To All The Books I’ve Read Before (February Book Roundup)

Hello Friends!

I have to confess something. I didn’t think I got too much reading done last month. Finding the time to read was a bit of a struggle. Or, at least, it felt that way. In between fighting the flu and balancing reading and writing on my head while working, divvying up my time and energy for it was…something. But after reflecting on the month, I managed to get through some pretty interesting and varied titles!

So without much ado!

The Poison Squad
Deborah Blum

Poison SquadYes, I just finished it this month. I am a dutiful library patron and I had to give it up for a few weeks. It was really popular in my neck of the woods and one of the downsides of the library system is that you have to give it up if you don’t read it fast enough. Such is life!

The Poison Squad is a lesson in how we have to continually fight for the social change we want to see in our government and the world at large. The book circles back to the argument that we have to keep fighting for the institutions and protections set in place for us. The book was essentially about struggle. Struggle to get the national spotlight on how food gets adulterated and tampered with to make it on the cheap. The struggle to get laws passed to hold companies accountable. Struggle to enforce, struggle to maintain, struggle to update with the times.

I was reminded that history is a long game. Nothing happens overnight. Our modern regulation of food is a century-long struggle that is still happening each and every day.

Diary of a Tokyo Teen
Christine Mari Inzer

tokyo teenAn okay graphic novel about the author’s trip to Japan and how she connected back with her roots. The art style was fun and it was filled with a lot of good info about Japanese culture. It was only okay for me because I didn’t feel like I learned anything new from it. I studied Japanese a fair bit and even visited a place or two in the book myself during a college so I didn’t come across anything I didn’t know. The most effective parts were how she discussed her reconnection with her culture and lessons about growing up. How the world can be a big, exciting and sometimes confusing place and how that’s okay!  If you want a fun primer on Japanese culture, I highly recommend this!

Looking for Lorraine
Imani Perry

A1+3MQC3caLThis is perhaps my favorite book I read in February. I first heard about this book on the Call Your Girlfriend podcast and decided to pick it up after seeing it on the shelves of my local bookstore. This is a lovely memoir about the short life of Lorraine Hansberry–writer, playwright, queer and civil rights activist. She’s most known for her play, A Raisin in the Sun, but this book showed she was so much more than that. I most enjoyed how this was written taking elements of traditional biography and prose. Imani Perry also offers up some self-reflection and her sense of connection of Hansberry on her own life. The writing was very affecting, pulling from Hansberry’s own writings and painting a clear portrait of her life, her passions and her struggles. If you are at all curious about Lorraine Hansberry and the moment she occupied in history, I highly recommend this book.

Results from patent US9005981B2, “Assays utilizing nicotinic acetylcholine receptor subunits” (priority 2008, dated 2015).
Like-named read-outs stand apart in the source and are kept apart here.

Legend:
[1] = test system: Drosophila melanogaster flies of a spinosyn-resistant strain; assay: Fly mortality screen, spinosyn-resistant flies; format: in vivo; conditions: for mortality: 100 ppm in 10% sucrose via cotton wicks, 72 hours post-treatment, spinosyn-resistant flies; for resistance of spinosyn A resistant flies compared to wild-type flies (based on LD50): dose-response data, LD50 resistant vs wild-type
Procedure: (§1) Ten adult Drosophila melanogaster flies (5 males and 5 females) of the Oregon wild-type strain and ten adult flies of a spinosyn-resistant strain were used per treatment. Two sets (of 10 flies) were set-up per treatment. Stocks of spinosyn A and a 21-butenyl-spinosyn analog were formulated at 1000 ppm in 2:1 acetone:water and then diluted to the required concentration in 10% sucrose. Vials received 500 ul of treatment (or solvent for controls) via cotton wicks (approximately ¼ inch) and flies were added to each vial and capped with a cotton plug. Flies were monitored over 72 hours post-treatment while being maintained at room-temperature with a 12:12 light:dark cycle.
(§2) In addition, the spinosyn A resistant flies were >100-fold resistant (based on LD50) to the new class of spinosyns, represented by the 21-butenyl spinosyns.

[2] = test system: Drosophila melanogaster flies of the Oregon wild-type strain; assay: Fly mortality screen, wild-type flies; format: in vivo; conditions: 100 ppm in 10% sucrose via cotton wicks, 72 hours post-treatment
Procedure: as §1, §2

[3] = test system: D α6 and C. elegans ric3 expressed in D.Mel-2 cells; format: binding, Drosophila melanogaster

Clara Voyant
Rachelle Delaney

clara voyantThis is one of two middle school reads that I picked up this month. Clara Voyant is a fun mystery about aspiring journalist Clara Costa who, as a newbie on her middle school newspaper, gets stuck with the horoscope section instead of the hard-hitting news she craves. She believes that horoscopes and other mystical things are a whole bunch of “woo” which she gets enough from her mother and her equally eccentric new friends in Kensington Market. But things get strange when her horoscopes come true and the school’s mascot goes missing. This was honestly a fun little book with interesting characters. It was a real pleasure to see the (sometimes funny) interactions between Clara and her mother. Who can’t relate to a parent you are sometimes embarrassed to be around. Also seeing how middle school politics play out in what’s considered noteworthy gave me a genuine shot of nostalgia as I think back to my (cringy) middle school days.

 

A Properly Unhaunted Place
William Alexander

a properly unhaunted placeRosa Diaz and her mother are library appeasement specialist move to the town of Ingot, a properly unhaunted place. But things are not what they seem. After being invited to the local history festival by Jasper Chevalier, they both figure that all is not what it seems. I thoroughly enjoyed this book. It’s full of fun and scary spooks, some good pacing, and some really fun characters that I loved following. There are also some really important lessons on honoring the past and coming to terms with the more unsavory history of person or place. There were some really good quotes that were beautiful in sentiment.